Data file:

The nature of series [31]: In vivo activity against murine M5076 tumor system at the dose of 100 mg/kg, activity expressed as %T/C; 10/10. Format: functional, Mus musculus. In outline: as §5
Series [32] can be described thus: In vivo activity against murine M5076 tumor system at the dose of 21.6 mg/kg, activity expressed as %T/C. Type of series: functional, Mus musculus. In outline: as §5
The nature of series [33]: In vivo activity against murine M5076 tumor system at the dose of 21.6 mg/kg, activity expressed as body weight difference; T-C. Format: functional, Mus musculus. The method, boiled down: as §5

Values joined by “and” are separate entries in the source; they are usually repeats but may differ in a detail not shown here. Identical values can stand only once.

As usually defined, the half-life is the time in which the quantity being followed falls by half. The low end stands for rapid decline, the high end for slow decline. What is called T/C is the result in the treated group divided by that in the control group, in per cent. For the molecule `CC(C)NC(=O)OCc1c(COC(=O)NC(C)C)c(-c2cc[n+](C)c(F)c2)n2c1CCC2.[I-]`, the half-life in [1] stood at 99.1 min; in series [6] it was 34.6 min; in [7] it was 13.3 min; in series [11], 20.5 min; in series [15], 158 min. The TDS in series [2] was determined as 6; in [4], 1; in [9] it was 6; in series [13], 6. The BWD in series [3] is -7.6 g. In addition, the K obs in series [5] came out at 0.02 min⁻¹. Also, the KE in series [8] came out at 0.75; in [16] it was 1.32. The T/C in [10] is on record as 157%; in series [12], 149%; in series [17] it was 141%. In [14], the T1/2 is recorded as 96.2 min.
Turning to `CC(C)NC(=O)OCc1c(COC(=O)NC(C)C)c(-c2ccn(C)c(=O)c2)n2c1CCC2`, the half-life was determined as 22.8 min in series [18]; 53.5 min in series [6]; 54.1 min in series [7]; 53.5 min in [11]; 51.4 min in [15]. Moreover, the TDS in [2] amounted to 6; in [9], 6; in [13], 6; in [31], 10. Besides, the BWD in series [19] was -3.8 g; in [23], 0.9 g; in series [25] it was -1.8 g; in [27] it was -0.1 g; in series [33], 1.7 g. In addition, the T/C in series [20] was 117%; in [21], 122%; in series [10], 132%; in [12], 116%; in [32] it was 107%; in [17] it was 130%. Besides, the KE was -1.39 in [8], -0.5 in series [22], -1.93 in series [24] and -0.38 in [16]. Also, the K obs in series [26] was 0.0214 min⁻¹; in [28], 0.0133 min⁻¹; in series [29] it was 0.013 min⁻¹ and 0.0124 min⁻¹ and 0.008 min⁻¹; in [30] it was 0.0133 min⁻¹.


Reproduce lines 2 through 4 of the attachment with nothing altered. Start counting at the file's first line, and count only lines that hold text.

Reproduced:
Series [32] can be described thus: In vivo activity against murine M5076 tumor system at the dose of 21.6 mg/kg, activity expressed as %T/C. Type of series: functional, Mus musculus. In outline: as §5
The nature of series [33]: In vivo activity against murine M5076 tumor system at the dose of 21.6 mg/kg, activity expressed as body weight difference; T-C. Format: functional, Mus musculus. The method, boiled down: as §5

Values joined by “and” are separate entries in the source; they are usually repeats but may differ in a detail not shown here. Identical values can stand only once.